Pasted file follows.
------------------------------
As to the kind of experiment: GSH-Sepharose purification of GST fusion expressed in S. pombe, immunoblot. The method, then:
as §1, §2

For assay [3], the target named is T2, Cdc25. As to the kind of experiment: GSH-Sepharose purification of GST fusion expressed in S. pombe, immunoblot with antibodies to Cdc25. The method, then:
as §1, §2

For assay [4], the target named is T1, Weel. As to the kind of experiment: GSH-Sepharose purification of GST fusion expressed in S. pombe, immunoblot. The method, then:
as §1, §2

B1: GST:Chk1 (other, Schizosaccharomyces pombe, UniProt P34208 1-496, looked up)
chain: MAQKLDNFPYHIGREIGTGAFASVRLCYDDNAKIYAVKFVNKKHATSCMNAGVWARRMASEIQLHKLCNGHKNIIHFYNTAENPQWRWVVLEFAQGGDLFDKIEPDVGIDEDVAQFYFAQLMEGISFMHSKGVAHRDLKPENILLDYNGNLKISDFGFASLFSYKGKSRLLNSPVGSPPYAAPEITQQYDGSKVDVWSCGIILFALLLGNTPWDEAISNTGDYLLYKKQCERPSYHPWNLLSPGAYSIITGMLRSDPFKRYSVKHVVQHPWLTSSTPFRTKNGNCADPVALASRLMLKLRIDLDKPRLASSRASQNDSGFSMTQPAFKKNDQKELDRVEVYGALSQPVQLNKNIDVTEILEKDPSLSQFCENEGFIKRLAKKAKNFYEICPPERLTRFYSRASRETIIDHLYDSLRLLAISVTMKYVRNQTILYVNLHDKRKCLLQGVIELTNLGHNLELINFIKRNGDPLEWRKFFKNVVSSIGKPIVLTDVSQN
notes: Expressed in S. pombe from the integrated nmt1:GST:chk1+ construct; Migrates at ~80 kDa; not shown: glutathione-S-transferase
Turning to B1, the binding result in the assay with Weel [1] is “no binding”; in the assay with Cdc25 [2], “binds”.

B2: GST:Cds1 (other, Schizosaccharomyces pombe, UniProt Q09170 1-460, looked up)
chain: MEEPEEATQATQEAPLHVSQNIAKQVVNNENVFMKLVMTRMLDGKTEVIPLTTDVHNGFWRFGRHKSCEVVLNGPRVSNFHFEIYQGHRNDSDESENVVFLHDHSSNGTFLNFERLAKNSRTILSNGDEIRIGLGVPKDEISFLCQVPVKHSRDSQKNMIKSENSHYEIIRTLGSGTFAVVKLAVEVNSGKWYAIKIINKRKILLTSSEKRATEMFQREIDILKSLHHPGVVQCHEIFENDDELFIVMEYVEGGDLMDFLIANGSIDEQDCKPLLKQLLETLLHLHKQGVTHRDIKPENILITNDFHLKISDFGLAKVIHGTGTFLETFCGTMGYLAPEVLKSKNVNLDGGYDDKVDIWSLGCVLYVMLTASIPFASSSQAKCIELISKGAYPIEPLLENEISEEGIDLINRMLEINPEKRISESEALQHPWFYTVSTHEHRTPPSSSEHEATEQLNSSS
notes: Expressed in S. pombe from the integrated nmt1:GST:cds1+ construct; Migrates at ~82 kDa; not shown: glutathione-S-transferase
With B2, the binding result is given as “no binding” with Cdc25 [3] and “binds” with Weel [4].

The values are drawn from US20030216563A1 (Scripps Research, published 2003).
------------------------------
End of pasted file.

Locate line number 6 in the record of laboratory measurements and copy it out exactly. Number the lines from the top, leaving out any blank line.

as §1, §2